Recent Solar Storms Pumped 26 billion Kilowatts of Energy into Earth’s Atmosphere

by Nancy Atkinson on March 23, 2012

The recent solar activity did more than spark pretty auroras around the poles. Researchers say the solar storms of March 8th through 10th dumped enough energy in Earth’s upper atmosphere to power every residence in New York City for two years.

“This was the biggest dose of heat we’ve received from a solar storm since 2005,” says Martin Mlynczak of NASA Langley Research Center. “It was a big event, and shows how solar activity can directly affect our planet.”

For the three day period, March 8th through 10th, the thermosphere absorbed 26 billion kWh of energy. Infrared radiation from carbon dioxide and nitrous oxide, the two most efficient coolants in the thermosphere, re-radiated 95% of that total back into space.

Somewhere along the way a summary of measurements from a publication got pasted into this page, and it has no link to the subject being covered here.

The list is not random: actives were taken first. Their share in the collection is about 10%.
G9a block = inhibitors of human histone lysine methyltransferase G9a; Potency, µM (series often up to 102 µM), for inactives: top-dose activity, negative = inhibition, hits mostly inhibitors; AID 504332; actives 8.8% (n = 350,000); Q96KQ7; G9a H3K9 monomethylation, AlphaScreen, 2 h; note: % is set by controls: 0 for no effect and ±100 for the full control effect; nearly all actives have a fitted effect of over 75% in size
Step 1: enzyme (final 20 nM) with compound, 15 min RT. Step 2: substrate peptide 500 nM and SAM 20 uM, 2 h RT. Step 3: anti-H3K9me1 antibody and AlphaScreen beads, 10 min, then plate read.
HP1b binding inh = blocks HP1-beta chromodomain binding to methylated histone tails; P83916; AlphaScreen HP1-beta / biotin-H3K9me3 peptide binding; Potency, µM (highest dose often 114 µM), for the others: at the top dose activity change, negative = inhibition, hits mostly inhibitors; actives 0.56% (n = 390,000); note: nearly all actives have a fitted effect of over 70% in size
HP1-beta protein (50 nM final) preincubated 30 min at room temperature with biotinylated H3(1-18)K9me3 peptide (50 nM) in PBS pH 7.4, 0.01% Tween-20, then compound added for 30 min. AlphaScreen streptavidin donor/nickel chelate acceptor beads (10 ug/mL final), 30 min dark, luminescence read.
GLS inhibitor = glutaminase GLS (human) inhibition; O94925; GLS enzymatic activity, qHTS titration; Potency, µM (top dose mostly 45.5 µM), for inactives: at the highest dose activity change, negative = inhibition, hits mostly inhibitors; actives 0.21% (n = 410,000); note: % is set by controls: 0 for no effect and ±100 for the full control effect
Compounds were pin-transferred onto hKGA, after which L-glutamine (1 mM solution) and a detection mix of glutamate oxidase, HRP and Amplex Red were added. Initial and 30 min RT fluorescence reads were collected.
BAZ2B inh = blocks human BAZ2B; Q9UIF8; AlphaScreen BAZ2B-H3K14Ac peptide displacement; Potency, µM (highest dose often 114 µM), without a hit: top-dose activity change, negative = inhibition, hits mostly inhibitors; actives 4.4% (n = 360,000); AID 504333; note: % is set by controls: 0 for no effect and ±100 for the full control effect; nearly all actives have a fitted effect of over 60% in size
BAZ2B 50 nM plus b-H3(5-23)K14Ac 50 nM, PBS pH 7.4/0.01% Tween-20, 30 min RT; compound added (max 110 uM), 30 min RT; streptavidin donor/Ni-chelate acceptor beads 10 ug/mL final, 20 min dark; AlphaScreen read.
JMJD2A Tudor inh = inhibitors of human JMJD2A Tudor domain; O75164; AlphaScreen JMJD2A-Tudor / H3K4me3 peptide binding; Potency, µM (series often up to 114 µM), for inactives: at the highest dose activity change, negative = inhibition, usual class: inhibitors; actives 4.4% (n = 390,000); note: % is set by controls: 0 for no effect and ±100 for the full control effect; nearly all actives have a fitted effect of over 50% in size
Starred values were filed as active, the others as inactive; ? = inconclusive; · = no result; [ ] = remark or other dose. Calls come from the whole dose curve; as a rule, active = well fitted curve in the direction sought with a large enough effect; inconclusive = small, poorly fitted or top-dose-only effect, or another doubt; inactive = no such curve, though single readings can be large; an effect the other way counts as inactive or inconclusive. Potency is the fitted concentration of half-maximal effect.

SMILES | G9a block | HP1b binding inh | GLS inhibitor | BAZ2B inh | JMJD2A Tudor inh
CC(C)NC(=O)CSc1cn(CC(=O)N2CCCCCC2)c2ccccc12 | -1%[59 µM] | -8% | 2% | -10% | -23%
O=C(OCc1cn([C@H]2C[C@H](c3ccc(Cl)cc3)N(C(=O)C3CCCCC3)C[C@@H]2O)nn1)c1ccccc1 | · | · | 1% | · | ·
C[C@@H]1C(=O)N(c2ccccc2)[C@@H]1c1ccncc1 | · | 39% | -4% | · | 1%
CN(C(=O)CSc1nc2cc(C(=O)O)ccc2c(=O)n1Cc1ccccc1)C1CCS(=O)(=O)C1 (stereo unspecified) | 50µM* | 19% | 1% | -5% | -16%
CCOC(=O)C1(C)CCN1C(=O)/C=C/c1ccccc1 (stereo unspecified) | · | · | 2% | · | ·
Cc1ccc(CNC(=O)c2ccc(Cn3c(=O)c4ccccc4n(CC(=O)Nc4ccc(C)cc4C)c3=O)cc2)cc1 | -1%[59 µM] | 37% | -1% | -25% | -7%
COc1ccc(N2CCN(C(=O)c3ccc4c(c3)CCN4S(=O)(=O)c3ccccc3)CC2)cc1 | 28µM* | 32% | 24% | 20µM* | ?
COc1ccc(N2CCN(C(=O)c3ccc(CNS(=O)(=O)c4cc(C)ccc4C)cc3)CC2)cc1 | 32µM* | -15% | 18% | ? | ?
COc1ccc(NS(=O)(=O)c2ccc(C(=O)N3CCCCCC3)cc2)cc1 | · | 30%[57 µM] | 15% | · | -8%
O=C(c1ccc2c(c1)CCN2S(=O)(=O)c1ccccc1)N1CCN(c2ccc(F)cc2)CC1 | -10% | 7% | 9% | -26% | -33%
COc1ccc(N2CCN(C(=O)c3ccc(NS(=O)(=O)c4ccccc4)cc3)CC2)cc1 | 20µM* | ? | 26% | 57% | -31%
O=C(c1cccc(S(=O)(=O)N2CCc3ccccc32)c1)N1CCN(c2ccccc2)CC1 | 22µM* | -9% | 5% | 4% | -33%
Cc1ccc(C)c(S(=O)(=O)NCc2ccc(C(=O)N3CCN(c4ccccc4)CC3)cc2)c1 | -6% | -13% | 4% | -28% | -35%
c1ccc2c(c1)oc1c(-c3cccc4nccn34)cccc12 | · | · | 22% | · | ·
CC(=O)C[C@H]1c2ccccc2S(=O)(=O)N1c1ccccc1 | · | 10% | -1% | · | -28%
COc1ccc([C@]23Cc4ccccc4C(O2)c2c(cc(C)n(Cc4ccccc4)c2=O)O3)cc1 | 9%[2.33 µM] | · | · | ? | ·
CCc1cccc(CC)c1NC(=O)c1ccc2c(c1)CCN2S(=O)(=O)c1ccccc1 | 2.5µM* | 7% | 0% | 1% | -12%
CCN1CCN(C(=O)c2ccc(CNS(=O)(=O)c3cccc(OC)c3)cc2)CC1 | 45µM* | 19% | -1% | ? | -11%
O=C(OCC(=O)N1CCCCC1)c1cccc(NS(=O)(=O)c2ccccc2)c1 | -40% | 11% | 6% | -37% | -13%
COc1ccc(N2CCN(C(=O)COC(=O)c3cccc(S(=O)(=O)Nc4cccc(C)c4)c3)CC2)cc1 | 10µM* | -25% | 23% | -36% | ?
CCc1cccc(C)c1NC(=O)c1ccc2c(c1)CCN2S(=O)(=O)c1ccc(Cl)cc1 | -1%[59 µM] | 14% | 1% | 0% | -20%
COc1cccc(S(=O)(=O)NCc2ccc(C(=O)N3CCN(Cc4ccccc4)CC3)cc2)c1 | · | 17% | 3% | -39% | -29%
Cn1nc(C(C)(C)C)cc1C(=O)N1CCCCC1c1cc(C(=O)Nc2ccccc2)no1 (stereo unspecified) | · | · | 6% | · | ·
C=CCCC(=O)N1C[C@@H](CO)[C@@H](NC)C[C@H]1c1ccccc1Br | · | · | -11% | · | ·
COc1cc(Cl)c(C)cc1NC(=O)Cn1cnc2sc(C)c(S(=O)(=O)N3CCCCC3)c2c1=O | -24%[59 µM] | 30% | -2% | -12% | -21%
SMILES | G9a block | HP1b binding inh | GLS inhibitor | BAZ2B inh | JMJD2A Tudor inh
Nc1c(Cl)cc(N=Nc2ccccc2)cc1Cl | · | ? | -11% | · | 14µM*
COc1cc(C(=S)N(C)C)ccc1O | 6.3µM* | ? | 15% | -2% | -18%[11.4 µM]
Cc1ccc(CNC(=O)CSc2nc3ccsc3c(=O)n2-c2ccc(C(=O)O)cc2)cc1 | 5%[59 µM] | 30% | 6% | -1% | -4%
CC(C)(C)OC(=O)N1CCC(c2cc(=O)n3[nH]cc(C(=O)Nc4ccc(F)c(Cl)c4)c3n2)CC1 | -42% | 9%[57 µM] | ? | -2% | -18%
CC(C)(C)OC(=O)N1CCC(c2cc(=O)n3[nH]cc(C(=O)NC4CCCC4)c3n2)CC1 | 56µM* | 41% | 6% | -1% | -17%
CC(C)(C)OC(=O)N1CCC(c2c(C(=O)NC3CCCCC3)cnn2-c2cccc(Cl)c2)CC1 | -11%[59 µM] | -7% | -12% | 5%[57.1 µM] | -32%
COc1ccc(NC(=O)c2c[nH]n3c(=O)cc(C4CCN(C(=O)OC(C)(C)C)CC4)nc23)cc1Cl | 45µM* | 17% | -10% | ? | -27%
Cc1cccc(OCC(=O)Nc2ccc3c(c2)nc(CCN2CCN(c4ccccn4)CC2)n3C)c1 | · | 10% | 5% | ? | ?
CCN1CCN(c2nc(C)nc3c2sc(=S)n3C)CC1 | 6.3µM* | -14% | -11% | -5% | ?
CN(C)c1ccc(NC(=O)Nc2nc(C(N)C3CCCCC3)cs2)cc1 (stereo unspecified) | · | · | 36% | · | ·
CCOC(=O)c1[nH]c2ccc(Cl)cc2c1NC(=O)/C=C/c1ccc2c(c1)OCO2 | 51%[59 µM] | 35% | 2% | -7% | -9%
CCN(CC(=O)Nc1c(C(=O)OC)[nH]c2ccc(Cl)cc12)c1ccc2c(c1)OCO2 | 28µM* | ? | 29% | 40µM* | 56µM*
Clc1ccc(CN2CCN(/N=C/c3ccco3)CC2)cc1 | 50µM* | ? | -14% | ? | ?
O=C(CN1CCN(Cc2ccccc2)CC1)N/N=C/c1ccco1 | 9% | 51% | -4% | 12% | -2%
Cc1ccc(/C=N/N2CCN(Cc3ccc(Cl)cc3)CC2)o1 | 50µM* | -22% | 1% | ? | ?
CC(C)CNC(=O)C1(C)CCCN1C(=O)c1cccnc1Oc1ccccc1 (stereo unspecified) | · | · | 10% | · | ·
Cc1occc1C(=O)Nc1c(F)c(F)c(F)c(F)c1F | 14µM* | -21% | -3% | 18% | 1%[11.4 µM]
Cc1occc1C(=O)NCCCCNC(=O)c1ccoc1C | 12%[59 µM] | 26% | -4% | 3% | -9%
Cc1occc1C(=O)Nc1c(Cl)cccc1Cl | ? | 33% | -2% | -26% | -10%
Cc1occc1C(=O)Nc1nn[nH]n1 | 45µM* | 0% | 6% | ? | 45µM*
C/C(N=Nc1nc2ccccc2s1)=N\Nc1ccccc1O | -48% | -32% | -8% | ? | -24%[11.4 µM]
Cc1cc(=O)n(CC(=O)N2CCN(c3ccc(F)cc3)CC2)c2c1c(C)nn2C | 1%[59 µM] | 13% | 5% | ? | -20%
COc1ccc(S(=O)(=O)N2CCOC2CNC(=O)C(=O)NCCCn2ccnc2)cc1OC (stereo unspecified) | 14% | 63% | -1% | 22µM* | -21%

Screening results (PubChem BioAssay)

“Unfortunately, there’s no practical way to harness this kind of energy,” said Mlynczak. “It’s so diffuse and out of reach high above Earth’s surface. Plus, the majority of it has been sent back into space by the action of CO2 and NO.”

For more info, watch the video above, or see the Science@NASA website.

About 

Nancy Atkinson is Universe Today's Senior Editor. She also works with Astronomy Cast, and is a NASA/JPL Solar System Ambassador.

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